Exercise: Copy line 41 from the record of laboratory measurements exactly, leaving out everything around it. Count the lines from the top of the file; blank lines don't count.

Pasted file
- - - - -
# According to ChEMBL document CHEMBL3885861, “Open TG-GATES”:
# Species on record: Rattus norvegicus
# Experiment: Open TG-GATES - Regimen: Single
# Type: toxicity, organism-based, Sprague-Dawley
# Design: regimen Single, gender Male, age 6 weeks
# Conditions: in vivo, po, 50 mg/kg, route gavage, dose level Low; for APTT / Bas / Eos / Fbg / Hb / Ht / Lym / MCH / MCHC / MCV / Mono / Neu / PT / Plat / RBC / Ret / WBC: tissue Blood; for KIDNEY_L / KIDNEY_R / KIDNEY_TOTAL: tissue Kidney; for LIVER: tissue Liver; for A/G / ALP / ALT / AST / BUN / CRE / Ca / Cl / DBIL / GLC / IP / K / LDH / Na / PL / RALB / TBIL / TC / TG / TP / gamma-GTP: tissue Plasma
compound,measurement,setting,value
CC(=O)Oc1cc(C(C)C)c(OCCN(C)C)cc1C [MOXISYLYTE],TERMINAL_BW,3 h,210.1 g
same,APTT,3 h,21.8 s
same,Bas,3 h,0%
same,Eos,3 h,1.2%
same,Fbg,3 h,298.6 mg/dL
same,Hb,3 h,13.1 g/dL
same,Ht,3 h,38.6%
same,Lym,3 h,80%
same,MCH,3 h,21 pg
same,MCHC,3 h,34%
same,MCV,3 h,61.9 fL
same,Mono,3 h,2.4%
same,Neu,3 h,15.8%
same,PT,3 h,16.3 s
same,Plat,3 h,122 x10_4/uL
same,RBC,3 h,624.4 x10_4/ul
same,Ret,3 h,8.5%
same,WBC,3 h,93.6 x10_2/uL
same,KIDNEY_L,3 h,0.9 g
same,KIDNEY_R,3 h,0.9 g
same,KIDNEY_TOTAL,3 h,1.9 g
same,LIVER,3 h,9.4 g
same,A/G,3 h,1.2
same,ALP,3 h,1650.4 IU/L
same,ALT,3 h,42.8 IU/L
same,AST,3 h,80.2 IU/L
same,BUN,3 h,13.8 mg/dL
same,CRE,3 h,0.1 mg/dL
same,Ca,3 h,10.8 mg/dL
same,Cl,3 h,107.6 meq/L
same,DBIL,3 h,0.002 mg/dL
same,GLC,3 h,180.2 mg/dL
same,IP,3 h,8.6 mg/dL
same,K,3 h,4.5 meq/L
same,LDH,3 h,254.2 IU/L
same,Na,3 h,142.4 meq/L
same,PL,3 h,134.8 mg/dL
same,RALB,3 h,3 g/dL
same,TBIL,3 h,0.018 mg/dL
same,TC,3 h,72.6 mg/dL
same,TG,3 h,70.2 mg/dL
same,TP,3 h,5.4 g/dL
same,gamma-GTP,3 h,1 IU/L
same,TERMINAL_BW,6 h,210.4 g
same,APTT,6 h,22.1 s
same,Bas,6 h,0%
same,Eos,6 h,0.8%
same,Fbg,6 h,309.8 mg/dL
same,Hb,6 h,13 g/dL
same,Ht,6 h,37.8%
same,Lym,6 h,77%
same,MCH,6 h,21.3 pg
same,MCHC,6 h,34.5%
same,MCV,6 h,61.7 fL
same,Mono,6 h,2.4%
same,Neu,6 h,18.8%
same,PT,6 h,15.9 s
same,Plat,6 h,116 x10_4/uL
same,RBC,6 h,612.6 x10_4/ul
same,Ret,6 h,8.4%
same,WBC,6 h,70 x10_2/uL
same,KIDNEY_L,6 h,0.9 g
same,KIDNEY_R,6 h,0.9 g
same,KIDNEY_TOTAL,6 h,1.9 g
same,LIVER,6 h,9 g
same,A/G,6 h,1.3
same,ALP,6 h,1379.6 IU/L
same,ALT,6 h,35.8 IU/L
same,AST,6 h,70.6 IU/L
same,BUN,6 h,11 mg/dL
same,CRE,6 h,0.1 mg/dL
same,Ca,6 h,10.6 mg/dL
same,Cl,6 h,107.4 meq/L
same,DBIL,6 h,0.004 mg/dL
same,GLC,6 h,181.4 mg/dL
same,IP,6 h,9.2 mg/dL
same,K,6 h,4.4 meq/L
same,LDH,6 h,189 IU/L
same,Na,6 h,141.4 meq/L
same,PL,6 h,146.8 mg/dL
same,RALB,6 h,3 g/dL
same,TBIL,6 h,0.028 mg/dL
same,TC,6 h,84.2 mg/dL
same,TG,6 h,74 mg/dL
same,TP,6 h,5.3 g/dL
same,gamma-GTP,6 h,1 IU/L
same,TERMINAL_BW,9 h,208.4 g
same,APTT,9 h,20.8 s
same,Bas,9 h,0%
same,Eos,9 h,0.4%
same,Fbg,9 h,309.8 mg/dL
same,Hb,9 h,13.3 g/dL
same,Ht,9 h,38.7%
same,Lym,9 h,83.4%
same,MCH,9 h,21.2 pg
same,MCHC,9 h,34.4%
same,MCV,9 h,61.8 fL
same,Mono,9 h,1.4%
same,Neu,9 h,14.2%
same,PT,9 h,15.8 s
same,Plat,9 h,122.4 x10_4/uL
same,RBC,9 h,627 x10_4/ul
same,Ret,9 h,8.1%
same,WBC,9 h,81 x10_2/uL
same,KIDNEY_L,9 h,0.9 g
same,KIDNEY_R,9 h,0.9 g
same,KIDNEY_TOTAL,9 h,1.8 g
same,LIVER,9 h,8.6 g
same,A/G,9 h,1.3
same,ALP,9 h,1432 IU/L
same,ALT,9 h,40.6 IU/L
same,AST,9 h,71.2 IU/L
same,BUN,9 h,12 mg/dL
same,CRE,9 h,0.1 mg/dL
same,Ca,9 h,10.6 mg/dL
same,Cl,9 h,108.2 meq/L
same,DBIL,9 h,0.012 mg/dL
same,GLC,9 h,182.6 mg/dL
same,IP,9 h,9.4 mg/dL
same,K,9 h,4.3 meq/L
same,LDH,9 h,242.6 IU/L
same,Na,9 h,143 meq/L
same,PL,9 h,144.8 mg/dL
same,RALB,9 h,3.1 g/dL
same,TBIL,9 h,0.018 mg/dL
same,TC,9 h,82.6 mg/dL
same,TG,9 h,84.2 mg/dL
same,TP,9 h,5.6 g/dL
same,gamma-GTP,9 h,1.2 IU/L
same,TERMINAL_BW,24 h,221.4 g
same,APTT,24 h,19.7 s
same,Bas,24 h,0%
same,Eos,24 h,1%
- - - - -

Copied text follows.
same,K,3 h,4.5 meq/L